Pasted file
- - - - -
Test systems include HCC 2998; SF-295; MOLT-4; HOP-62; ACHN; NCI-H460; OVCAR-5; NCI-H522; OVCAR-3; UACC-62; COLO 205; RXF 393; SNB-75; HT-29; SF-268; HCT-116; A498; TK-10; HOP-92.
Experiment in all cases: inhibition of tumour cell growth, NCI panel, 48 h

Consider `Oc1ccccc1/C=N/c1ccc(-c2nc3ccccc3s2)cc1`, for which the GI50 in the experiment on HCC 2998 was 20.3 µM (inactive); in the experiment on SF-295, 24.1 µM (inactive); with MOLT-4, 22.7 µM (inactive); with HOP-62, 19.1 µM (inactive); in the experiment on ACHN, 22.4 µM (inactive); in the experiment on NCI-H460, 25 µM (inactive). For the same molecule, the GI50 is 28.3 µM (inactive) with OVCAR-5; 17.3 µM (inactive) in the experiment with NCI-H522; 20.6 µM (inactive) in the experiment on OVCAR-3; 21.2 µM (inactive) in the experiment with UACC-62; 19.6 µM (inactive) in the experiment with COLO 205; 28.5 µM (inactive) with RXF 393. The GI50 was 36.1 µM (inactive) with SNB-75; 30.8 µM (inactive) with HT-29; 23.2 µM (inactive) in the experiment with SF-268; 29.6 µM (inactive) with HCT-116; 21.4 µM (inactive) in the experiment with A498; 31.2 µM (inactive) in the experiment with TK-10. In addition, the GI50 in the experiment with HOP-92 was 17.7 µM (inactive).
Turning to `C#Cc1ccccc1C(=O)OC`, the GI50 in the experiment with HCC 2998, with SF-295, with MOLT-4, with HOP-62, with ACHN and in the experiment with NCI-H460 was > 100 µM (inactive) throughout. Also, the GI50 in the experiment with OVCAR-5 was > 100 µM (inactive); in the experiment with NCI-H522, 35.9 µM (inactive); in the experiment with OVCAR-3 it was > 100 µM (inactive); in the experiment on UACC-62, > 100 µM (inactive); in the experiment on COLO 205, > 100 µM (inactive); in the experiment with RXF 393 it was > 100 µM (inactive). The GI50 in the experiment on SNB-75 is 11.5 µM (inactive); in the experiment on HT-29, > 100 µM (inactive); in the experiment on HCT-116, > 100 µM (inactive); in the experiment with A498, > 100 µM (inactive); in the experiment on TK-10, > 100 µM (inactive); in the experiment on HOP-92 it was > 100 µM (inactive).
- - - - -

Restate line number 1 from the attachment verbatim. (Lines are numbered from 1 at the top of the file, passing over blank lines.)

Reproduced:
Test systems include HCC 2998; SF-295; MOLT-4; HOP-62; ACHN; NCI-H460; OVCAR-5; NCI-H522; OVCAR-3; UACC-62; COLO 205; RXF 393; SNB-75; HT-29; SF-268; HCT-116; A498; TK-10; HOP-92.